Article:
Farmers have to plan for the long haul. They plant in the spring, water and tend their crops all summer in hopes that, come fall, there will be a bountiful harvest. Can you imagine a farmer foolish enough to think he could go out and plant in October and harvest in November?
The law of the farm applies to many areas of life. Parenting is just one example. As parents we repeat ourselves, endlessly. Teaching our children to say thank you, to wait their turn, to ‘use their words’ and to share takes persistence and fortitude.
Parenting isn’t for the impatient. You can’t hurry up the maturing process, and you can’t ignore your kids for years and cram parenting right before they hit 18.
The same holds true for teaching. The law of the farm can provide homeschool parents with a balanced perspective that can serve as a guiding principle.
My boys, four of them, entered college ready to take on the next phase of learning. Their preparation happened gradually over the 18 years leading up to their departure.
I’d like to say they were college successes because of my amazing teaching skills, or because we spent the money to buy the perfect curriculum, or even better because they are geniuses. None of that is true. They found success due to daily habits and steady plodding over weeks, months, and years.
Every day we read, wrote, and did math. Every week we delved into history, investigated science, and explored the library.
When something sparked their interest, we pursued it.
These basic habits applied over time produced amazing results. Boring maybe, but true.
Doing the basics day in day out produces results, and it safeguards homeschool families from the two most common pitfalls.
The first pitfall is worry.
The worried, stressed out parent consistently frets that they are not doing enough or their child isn’t progressing quickly enough. They try to fit in more and more until their child is overwhelmed. If this is you, you need to realize that you can’t cram learning or growing up, at least not without doing damage.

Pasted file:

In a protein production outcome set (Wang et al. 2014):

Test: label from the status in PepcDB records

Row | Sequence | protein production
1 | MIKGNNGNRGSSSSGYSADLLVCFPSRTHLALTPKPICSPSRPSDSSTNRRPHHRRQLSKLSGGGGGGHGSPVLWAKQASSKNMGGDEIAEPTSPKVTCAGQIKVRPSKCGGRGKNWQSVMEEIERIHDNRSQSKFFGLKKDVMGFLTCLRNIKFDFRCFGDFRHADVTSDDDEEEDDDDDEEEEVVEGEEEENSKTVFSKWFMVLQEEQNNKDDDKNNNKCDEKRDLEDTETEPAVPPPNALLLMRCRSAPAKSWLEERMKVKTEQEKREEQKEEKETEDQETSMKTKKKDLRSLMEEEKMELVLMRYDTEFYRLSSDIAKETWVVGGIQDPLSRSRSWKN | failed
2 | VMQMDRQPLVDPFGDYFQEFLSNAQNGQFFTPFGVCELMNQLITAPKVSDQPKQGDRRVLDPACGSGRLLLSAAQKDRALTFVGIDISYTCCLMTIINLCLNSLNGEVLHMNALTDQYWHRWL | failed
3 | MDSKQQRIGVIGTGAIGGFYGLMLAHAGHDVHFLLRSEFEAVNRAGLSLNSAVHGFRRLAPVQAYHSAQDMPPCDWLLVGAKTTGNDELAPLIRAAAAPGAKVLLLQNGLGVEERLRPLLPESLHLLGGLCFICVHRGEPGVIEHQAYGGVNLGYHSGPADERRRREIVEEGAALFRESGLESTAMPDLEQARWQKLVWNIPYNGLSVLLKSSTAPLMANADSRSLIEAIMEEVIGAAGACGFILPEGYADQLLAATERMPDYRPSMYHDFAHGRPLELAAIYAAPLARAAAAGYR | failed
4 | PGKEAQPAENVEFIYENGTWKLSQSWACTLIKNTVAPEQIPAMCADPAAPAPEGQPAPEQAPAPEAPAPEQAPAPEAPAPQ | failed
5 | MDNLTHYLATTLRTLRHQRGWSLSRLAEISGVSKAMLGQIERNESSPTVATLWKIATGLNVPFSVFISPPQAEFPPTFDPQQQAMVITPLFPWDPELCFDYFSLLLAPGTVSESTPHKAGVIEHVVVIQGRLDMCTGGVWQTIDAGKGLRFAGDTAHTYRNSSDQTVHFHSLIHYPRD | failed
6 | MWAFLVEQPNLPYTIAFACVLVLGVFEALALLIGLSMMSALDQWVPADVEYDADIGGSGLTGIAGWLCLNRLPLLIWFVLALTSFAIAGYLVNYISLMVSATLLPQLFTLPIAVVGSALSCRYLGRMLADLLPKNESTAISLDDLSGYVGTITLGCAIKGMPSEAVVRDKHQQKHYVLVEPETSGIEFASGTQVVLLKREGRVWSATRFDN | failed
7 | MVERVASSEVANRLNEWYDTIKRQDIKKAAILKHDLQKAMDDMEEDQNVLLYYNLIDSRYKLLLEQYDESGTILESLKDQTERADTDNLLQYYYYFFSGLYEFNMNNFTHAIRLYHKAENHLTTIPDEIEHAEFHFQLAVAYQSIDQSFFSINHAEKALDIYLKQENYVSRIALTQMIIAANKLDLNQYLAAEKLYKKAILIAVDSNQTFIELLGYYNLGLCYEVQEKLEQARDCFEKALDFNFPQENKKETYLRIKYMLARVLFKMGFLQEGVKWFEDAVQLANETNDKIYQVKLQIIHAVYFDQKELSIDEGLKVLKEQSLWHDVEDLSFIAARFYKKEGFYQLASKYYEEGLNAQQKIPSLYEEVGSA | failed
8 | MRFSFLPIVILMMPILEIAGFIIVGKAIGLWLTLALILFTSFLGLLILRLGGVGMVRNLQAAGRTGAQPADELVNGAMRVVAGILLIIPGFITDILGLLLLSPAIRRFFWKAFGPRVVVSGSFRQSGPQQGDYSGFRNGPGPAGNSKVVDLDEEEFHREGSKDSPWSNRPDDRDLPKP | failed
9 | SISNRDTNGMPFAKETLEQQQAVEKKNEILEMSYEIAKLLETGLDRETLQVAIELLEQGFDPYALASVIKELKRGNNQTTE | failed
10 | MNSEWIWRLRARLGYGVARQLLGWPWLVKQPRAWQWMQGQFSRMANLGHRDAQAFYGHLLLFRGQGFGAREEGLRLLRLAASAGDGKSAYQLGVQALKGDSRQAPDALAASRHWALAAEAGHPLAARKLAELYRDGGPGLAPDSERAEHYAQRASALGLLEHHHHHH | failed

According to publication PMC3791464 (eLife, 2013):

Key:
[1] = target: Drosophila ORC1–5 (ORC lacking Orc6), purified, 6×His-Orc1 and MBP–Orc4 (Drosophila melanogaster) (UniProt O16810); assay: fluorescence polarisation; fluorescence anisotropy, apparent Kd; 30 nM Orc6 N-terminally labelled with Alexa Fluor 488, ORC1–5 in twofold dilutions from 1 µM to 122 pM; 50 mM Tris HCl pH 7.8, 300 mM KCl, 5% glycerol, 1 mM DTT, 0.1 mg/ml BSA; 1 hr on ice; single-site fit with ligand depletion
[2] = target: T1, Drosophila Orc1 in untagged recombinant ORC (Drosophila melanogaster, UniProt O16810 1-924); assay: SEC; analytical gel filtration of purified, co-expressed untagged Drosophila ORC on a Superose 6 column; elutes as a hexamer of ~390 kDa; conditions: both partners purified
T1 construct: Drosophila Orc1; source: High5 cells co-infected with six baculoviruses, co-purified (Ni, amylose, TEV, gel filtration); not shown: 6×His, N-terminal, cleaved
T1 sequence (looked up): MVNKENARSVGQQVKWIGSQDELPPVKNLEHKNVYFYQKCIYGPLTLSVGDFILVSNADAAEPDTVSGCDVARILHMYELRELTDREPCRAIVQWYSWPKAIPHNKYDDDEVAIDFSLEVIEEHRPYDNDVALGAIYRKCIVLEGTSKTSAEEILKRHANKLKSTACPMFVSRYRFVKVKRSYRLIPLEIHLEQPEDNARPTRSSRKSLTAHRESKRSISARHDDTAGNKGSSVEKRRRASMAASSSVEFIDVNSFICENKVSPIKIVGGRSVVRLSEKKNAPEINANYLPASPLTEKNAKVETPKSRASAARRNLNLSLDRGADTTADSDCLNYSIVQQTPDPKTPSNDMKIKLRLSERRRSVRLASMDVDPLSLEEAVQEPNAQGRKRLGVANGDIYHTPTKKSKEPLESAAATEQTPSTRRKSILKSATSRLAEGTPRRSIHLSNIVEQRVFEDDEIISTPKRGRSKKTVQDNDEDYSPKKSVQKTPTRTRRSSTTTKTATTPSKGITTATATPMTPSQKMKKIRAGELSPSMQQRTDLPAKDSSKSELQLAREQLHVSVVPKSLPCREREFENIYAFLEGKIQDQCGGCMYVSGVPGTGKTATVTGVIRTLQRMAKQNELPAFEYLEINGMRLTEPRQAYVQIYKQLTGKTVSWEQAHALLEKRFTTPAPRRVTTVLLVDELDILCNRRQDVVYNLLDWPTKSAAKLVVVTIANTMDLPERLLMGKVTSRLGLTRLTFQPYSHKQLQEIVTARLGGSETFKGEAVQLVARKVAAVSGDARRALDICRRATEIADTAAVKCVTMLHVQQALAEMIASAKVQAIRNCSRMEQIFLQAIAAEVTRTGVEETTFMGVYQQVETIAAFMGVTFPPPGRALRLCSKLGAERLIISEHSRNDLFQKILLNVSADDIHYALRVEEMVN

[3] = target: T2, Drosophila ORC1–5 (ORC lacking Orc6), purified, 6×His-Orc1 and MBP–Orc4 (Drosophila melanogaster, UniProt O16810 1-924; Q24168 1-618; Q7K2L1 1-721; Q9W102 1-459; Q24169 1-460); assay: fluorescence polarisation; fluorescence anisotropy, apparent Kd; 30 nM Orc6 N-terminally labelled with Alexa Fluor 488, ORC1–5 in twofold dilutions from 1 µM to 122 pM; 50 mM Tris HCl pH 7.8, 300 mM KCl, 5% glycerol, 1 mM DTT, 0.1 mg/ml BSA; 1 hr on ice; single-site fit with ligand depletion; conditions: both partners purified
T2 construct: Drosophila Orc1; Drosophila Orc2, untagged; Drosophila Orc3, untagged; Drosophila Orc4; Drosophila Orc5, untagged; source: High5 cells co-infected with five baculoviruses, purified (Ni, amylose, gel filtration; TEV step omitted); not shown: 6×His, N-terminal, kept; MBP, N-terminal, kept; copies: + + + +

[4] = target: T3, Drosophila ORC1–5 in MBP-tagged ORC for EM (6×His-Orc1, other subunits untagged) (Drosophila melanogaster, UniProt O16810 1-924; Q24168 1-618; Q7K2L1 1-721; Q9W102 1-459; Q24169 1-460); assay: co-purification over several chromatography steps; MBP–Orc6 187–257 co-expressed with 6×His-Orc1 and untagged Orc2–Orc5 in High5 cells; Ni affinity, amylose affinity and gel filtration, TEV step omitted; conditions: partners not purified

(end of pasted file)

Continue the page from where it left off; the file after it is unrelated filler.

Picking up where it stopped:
Before a plant can grow it needs a strong root system. Disturbing roots during this critical stage can stunt the plants natural development. The same is true of your child. They need time and care to develop and mature, sending down deep and extensive roots to support their future growth. What they don’t need is to be pushed and hurried from one phase to the next as if education (or childhood) was a race.
Doing too much, too soon will cause stressed, worried children. Stressed, worried children struggle to learn. Children who struggle (or who pick up from parents or teachers that they are not advancing quickly enough) quickly internalize the message that they are not enough. Once that message is part of their internal dialog, dislodging it is a long uphill battle.
Do no harm. Trust your child to sprout, grow and blossom when they are ready. Slow steady progress is the goal. You can’t speed up the process without your child paying the price.
The second pitfall is procrastination.
18 years to get my child ready for college, no sweat. 1 year to finish that math curriculum, not a problem. There is always tomorrow, always more time….until there isn’t.
I’ve known many homeschool moms who slack off day in and day out, then they have a burst of enthusiasm and decide this week is going to be different. In a rush they push their kids to “catch up” on all that they haven’t done, normally with some yelling and out of control behavior thrown in.
How unfair is that? How confused is that child when the rules are suddenly changed, and they are in trouble because their mom hasn’t given them math for 3 weeks. How is their brain supposed to adequately process and assimilate a months worth of work in a single go? It’s not.
And once again, it’s the child who feels like the failure.
The solution to both of these extremes is the law of the farm. Everyday we read, write, compute so that, at the end, we have a rich harvest. When we are stressed, we look to the farm and realize this day is just one in this season and we plod on. When we are lazy, we look to the farm and realize this day is an important piece of the whole and we plod on.
We reap what we sow. There is no short cut, or magic hack that will circumvent this truth.